DARPA, the U.S. Department of Defense's research arm, has announced $14.9 million in funding for major research institutions to collaborate on brain implants that can help repair traumatic brain injury.
The Pentagon project, called RePAIR ("Reorganization and Plasticity to Accelerate Injury Recovery"), aims to find a way to better analyze brain activity to develop more advanced models of how it operates.
The effort is comprised of 10 professors and their research teams, culled from fields such as neurobiology, psychiatry and network engineering.
Brain injury is not an uncommon injury. It affects vehicular accident victims, stroke patients and military veterans alike, totaling 1.7 million Americans each year.
The problem? Scientists know very little about it.
Currently, scientists can create conceptual models of brain activity and can record electrical pulses emitted by individual neurons in the brain. But they can't yet manipulate those pulses to reprogram the brain.
Enter optogenetics. The new technique involves emitting pulses of light to pinpoint and trigger a single neuron.
The scientists involved in the project seek to develop brain implants made of electrodes or optical fibers that can read electrical signals from neurons and deliver light pulses to stimulate other brain regions in response -- in effect, filling the gaps or "gray areas" where the brain has been too damaged to function properly.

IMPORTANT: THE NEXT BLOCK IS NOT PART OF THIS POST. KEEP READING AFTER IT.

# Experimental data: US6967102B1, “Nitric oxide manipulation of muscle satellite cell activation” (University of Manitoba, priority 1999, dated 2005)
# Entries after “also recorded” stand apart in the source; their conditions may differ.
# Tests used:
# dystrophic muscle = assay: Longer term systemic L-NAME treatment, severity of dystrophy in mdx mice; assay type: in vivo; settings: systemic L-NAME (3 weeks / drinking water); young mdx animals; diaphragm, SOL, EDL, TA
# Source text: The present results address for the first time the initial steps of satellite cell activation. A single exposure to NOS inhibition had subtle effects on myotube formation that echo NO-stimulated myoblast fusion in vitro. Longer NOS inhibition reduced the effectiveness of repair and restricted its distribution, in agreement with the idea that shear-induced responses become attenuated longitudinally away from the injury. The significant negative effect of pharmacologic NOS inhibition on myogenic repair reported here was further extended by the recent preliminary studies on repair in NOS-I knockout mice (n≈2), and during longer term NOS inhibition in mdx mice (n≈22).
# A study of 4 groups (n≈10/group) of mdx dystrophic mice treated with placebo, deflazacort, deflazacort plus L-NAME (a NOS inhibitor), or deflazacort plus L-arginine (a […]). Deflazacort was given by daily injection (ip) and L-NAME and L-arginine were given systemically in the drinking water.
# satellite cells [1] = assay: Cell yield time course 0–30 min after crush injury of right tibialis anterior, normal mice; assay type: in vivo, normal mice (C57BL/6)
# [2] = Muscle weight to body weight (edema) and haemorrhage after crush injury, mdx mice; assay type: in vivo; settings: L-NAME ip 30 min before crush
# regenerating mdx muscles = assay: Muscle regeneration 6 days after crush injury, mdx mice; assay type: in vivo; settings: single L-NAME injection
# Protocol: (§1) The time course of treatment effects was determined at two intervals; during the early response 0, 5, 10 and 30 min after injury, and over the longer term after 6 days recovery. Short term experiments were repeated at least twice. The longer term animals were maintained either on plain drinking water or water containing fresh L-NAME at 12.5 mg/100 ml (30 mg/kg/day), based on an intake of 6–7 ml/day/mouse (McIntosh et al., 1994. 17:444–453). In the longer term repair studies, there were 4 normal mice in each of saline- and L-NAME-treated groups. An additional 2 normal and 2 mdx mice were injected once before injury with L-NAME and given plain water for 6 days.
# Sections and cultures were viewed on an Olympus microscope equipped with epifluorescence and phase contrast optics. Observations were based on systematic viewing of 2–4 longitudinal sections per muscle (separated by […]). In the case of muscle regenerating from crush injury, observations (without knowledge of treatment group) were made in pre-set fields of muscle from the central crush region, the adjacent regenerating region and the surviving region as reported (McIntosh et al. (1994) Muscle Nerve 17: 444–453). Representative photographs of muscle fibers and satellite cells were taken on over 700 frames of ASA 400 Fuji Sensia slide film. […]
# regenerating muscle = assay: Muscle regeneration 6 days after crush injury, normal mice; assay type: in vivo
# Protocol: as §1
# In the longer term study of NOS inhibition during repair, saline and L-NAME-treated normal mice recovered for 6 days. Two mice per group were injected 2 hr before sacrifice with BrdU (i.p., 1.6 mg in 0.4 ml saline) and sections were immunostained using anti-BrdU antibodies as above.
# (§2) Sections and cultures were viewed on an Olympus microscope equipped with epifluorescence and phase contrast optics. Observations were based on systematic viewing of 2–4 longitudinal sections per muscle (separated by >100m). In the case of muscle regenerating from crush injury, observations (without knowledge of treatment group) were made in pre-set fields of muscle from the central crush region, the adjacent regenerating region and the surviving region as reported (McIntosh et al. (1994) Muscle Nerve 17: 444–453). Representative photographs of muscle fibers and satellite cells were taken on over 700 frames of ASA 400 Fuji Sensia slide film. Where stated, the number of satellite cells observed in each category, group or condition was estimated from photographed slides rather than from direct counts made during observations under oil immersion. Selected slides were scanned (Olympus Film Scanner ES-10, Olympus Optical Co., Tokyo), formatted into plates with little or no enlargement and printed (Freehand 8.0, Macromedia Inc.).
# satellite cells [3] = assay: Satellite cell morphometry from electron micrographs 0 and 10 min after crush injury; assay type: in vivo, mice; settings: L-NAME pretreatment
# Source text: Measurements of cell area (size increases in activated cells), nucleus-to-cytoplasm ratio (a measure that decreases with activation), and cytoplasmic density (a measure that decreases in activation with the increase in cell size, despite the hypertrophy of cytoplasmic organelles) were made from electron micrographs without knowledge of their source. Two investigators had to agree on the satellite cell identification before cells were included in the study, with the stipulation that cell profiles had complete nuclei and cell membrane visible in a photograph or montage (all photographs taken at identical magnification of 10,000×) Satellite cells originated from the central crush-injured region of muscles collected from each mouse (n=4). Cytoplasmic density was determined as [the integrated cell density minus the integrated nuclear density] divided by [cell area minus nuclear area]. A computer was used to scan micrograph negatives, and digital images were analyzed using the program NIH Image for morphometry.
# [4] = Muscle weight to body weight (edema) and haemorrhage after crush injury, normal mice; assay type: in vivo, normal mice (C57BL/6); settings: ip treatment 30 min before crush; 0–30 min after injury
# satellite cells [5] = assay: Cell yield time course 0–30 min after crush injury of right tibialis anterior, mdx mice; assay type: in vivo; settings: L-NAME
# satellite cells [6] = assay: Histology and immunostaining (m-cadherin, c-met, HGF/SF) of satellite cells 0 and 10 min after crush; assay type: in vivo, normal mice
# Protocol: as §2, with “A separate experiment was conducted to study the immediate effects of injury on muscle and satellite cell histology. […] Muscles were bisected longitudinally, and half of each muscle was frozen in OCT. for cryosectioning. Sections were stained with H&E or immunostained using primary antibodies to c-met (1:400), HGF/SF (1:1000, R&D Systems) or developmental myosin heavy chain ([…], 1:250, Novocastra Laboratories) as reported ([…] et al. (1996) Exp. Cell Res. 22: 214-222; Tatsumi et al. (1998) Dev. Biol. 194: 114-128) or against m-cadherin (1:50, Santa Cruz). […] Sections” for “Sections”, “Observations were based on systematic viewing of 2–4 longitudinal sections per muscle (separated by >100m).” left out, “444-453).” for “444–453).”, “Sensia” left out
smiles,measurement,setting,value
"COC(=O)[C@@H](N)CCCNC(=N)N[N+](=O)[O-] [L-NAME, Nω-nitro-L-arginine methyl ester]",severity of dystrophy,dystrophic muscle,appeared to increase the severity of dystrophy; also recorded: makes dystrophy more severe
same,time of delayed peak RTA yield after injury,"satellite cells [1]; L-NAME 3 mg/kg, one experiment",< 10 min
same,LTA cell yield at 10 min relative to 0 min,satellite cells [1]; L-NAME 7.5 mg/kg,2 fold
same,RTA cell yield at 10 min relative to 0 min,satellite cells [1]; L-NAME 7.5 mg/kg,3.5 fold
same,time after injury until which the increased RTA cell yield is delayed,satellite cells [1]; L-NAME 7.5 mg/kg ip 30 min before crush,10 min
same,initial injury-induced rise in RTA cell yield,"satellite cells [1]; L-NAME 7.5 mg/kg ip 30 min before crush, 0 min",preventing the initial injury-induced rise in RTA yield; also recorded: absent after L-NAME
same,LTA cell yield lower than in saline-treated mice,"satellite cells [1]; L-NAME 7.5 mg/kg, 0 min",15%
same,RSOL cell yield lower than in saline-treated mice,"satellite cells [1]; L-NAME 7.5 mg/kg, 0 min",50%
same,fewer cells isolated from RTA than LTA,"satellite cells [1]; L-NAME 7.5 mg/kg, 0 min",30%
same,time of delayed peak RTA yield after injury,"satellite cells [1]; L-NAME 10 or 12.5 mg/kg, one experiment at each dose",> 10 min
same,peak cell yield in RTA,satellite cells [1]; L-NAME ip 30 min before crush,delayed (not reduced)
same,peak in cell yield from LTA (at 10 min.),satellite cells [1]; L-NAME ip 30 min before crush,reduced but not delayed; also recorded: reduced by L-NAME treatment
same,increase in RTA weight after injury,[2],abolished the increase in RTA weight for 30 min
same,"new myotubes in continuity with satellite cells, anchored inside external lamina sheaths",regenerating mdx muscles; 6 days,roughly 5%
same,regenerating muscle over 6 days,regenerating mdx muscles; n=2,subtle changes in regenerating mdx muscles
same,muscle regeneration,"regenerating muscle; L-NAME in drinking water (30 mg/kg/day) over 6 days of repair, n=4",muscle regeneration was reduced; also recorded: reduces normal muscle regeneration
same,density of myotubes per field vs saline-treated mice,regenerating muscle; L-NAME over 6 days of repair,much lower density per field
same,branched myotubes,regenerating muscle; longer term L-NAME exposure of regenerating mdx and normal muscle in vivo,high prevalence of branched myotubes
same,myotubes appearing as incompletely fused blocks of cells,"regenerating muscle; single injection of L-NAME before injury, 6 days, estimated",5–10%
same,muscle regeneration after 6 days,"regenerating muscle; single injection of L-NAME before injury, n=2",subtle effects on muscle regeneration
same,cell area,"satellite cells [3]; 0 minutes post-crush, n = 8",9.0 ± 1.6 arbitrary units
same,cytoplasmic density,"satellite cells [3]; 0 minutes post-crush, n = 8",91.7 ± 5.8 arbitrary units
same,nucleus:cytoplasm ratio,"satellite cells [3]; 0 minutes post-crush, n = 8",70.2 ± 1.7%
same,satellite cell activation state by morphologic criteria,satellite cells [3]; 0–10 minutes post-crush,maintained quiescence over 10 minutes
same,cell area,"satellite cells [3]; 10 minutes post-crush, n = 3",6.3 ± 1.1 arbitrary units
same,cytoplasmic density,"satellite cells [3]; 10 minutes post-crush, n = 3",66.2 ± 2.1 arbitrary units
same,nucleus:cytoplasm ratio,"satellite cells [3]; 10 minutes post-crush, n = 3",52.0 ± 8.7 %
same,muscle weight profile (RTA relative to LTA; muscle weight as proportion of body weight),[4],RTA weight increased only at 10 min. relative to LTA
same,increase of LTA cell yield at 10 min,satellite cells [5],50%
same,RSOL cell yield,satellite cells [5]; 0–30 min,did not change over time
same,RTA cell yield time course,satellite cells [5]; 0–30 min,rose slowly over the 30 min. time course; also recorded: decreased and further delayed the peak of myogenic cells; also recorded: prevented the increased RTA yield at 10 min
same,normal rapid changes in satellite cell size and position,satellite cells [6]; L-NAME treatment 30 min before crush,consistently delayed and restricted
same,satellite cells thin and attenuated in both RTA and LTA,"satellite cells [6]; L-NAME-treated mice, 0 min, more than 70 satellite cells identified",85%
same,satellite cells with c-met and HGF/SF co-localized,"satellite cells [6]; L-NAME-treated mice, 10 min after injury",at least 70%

Here's an excerpt from the DARPA solicitation:
Through understanding the principles that allow networks in different anatomic regions to coordinate and communicate in order to perform a task, we seek to understand the means through which the brain enables improved performance over time. Further, by evaluating brain activity at several scales simultaneously (EEG, local field potential, single neuron, neurotransmitter, and corresponding scales for other transmission means), investigators may be able to determine which properties generated at the single neuron level can be correlated and predicted in a meaningful manner at grosser levels of measurement, such as EEG.
The program is divided into two phases with three primary goals:
- Create a bio-computationally accurate model of a primate performing a complex dexterous task;
- Demonstrate the ability to stimulate relevant regions of the brain to evoke a response in the primate similar to that evoked through natural interaction with their surrounding environment;
- Enable injury recovery by mimicking or simulating an injured brain.
Naturally, the researchers must first understand how the brain functions before they try to emulate it. If all goes as planned, testing in lab animals could commence in as little as four years.
This post was originally published on Smartplanet.com